So much of motherhood is about just surviving today. I can have patience today when my toddler throws a fit. I can manage to get the kitchen mopped today. We can make it through the grocery store without incident today. At the same time, so much of motherhood is about looking forward. When will my child reach the next developmental milestone? What supplies do I need for the upcoming school year? What vacation should we plan to take this summer?
As we’re surviving today and planning for tomorrow, we often find ourselves unable to focus on and savor what is happening today. Over the past couple of weeks, the Lord has been highlighting to me why today (and every day) is so important for our kids.
Today we can put Deuteronomy 6:5-9 into practice.
God’s Word makes it clear that parents have the responsibility of teaching their children about Him.
“Love the Lord your God with all your heart and with all your soul and with all your strength. These commandments that I give you today are to be on your hearts. Impress them on your children. Talk about them when you sit at home and when you walk along the road, when you lie down and when you get up. Tie them as symbols on your hands and bind them on your foreheads. Write them on the doorframes of your houses and on your gates.” Deuteronomy 6:5-9
When are we supposed to pass along to our children knowledge of God and His commands? When we sit at home. When we walk along the road. When we lie down for bed and rise from bed. When do we do these activities? Every single day.
It is in our daily activities—as routine and monotonous as they may sometimes seem—that we are able to practically apply Deuteronomy 6:5-9. Today we can read to our children from Scripture. Today we can teach them to pray. Today we can model for them how to love and give.
Today we can teach our children to be faithful in the little things.
Because we must complete so many tasks each day, we have innumerable opportunities to teach our children how to be faithful in the little things. Whether we’re doing laundry, cleaning a bathroom, or making dinner, we can show our children what it means to complete our work with all of our hearts (Colossians 3:23). We can teach them that by being faithful in these little things, the Lord sees that we can be trusted with larger things (Luke 19:17).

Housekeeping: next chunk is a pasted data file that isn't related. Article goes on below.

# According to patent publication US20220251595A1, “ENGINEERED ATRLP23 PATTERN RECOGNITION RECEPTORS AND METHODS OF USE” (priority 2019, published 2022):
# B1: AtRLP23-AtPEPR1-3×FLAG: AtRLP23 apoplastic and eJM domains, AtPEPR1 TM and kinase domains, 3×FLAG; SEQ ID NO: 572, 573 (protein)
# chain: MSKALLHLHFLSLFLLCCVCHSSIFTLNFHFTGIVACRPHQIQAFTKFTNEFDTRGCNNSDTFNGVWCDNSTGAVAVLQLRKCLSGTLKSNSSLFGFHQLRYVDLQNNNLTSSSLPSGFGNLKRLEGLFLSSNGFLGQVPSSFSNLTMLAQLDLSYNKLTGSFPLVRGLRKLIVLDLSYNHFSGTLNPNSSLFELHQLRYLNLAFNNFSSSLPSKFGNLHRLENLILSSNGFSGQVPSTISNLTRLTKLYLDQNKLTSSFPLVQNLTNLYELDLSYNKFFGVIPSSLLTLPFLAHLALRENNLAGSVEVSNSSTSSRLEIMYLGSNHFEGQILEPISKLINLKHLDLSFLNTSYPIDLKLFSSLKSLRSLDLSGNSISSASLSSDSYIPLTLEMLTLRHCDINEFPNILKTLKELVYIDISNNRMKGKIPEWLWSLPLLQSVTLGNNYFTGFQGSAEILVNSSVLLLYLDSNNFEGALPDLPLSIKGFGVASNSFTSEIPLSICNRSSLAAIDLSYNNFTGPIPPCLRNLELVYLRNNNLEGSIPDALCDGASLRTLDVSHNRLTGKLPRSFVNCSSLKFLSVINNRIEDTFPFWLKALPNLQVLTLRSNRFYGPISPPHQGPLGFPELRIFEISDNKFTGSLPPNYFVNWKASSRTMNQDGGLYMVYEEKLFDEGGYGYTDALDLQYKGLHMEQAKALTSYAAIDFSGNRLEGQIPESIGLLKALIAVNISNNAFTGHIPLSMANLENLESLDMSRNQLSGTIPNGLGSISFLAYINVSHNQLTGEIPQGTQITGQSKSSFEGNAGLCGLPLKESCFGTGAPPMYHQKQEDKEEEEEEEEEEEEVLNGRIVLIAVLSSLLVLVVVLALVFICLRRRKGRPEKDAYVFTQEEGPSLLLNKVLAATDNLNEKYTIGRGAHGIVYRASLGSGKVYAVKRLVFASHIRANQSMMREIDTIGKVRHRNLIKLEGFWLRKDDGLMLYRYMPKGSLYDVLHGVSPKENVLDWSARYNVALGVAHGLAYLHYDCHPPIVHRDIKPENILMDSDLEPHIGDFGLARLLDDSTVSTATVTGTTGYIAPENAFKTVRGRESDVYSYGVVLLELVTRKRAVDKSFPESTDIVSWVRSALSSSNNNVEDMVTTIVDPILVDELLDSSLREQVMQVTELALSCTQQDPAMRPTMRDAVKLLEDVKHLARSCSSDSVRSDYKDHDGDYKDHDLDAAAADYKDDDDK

Today we can make memories that we will treasure forever.
This last point seems somewhat pale in comparison to the previous two because it is less consequential. It is, however, still important. You’ve probably heard the saying that the days are long, but the years are short. I don’t think there is any time that this is more evident to us than when we have young children in our homes.
Somehow, in what seems like the blink of an eye, my firstborn has grown from a tiny, helpless baby into a little girl who is becoming increasingly independent and can voice many of her needs. Years from now, when she’s a teenager or even when she becomes a mother herself, I want to remember the precious moments I’ve shared with her. I want to remember the sound of her laughter. I want to remember the way she loves asking “What’s this?” as she points at every object she sees. I want to remember the silly ways she dances when we sing songs.
I don’t want these memories just for me. I want them for her. I want her to remember laughing with mommy and daddy. I want her to remember that I patiently answered her questions. I want her to remember dancing as we sang songs.
These types of memories are made when we take our kids to the park, play on the floor with them, and invite them to work beside us as we complete our tasks. Don’t get me wrong—it’s good and right for us to complete tasks that require our children to play on their own. However, it’s also critical that we take time each and every day to engage with our kids so we know what is happening in their lives, they know how much they matter to us, and we can make these memories.
As we work to survive today and plan for tomorrow, let’s not miss today’s opportunities!
Do you find it easy to focus on today or are you often in survival mode? How much time do you spend thinking about and planning for what comes next? In what ways do you take advantage of today’s opportunities to teach your children and to make memories?